There have been a few films recently which have featured a disabled character who is either clearly meant to be sexy or is shown to have a romantic/sexual relationship, such as Sofia Boutella in Kingsman, Dwayne Johnson in Skyscraper, and Sebastian Stan in the Avengers series. Whilst this is definitely a step forward, none of these actors are actually disabled. And in much the same way that cisgender men playing transgender women reinforces the erroneous and harmful idea that they are “women in dresses”, having attractive/sexual disabled characters played only by non-disabled actors suggests that sexy disabled people do not exist, that they have simply taken an already attractive actor and given them a CGI prosthetic.

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Personally, I can only recall a handful of examples of disabled characters, who are played by actors with disabilities, being shown as sexually active, and perhaps less who are portrayed as objects of desire. The best example of both of these that I can think of is the character of Cherry Dorrington (played by Francesca Mills) in the BBC/Starz series Harlots. Cherry is curvaceous, glamourous, confident and unashamedly sexy; she wears the same stunning corsets, gowns and make-up as the rest of the cast. She also happens to have dwarfism.

Mom Poses As Cinderella With a Glass Arm in Powerful Photo Shoot | Mom.com
Be the Spark Cosplay: Mandy Pursley as Cinderella with glass arm

Thankfully, more and more artists with disabilities are now emerging to show the world that disability can be beautiful, glamourous, sexy and that disabled people can (and do!) have sex. Models like Jillian Mercado, who uses an electric wheelchair due to muscular dystrophy, and has modelled across the world, posing for magazines like Glamour and Cosmopolitan; drag queens like Yvie Oddly, my fellow member of the EDS club, who uses the joint hypermobility symptom of her condition to contort her body into weird and wonderful positions, and won her season of RuPaul’s Drag Race; stand-up comedians like Rosie Jones, an out and proud lesbian with cerebral palsy, who shies away from neither her sexuality nor her disability in her material; cosplayers like Mandy Pursley, better known online as Be The Spark Cosplay, who reimagines classic characters by incorporating her disability, like Cinderella with a glass prosthetic arm instead of a slipper.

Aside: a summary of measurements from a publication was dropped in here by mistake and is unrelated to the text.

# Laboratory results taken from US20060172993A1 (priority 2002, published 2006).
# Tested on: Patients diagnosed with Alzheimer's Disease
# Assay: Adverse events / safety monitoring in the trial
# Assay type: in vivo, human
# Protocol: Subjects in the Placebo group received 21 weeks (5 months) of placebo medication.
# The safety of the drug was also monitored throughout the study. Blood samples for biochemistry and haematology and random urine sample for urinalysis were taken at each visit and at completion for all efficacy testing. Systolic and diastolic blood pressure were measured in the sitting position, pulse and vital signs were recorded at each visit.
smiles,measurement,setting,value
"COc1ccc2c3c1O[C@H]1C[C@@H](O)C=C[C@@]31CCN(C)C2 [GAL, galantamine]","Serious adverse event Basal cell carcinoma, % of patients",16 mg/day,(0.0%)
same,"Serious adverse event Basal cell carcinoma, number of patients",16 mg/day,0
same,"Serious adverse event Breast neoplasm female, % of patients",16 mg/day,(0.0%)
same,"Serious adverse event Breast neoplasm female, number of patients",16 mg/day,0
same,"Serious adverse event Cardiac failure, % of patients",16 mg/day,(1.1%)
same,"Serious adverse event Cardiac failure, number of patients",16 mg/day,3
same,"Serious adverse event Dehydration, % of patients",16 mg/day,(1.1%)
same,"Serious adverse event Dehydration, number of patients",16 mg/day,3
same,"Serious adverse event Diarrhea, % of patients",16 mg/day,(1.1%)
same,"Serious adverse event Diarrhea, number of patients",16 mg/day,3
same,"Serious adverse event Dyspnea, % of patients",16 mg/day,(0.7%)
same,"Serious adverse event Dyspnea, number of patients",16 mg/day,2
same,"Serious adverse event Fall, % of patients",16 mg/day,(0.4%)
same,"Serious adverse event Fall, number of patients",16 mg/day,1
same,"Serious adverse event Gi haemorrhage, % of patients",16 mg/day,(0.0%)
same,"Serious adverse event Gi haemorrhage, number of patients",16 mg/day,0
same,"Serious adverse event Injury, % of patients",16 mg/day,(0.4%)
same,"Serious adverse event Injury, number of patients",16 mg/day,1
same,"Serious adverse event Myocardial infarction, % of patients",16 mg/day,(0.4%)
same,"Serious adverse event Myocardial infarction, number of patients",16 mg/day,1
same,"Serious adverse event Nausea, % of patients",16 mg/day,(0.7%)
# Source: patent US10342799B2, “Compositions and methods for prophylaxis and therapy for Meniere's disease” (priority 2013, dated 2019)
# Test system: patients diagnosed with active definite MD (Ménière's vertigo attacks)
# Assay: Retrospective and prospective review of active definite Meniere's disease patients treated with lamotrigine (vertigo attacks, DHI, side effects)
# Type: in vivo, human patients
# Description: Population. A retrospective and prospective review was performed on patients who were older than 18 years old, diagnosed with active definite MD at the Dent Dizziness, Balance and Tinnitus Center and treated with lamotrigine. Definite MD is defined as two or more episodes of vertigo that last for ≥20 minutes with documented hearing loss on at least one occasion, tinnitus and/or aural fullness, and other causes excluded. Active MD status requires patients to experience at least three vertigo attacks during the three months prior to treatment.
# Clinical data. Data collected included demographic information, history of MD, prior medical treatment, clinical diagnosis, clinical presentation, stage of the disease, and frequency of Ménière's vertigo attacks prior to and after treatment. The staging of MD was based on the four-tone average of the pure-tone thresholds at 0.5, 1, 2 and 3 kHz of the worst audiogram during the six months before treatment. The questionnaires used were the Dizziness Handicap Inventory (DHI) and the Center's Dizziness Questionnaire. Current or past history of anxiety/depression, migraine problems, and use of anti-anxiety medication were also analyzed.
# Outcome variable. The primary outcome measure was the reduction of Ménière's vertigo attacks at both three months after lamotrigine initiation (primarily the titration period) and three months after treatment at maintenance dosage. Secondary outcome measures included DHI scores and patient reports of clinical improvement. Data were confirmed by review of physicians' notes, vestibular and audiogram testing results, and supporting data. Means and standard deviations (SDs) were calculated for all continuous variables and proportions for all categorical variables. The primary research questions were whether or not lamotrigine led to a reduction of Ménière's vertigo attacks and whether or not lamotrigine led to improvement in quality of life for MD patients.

So, although it is clear we still have some way to go, disabled representation has definitely come a long way in the past decade, and I look forward to watching it continue.

Josie Quinn (she/her) is in her early thirties. She is a proud bisexual, disabled wheelchair-user and self-professed total geek! She worked as a Legal Executive before becoming too ‘Chronically Fabulous’ to continue, having been diagnosed with Ehlers-Danlos Syndrome, Osteoporosis, CFS, Anxiety, Depression, and PTSD. In her spare time she’s an avid reader (sci-fi, fantasy & graphic novels especially), amateur cosplayer and burgeoning tattoo addict. Twitter.com/Bendy_NotBroken … Instagram.com/BendyNotBroken

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Small Steps: Teaching During Section 28 and Beyond

By Janine Norris: “Don’t get me wrong, the insults still come thick and fast. Most recently I have mainly been ‘a short-haired, lesbian bitch!’ My general response to this is something along the lines of ‘You can’t insult me with fact and I’m not always a bitch’.”

2020 Vision

By Josie Quinn: “This year, Christmas is going to look very different, and it’s going to be really difficult for a lot of people, but that just makes it all the more important to be grateful for whatever moments of cheer we can manage.”

The Journey to Living a Queer Life

By Louise Clare Dalton: “This year I’ve had a chance to be that kid again. To follow my instincts. I marched into a salon hungover and chopped my hair off just because I fucking wanted to. I came out to my mum over the phone on Pride, I even asked my now girlfriend (she’s fantastic btw) out on our first date …”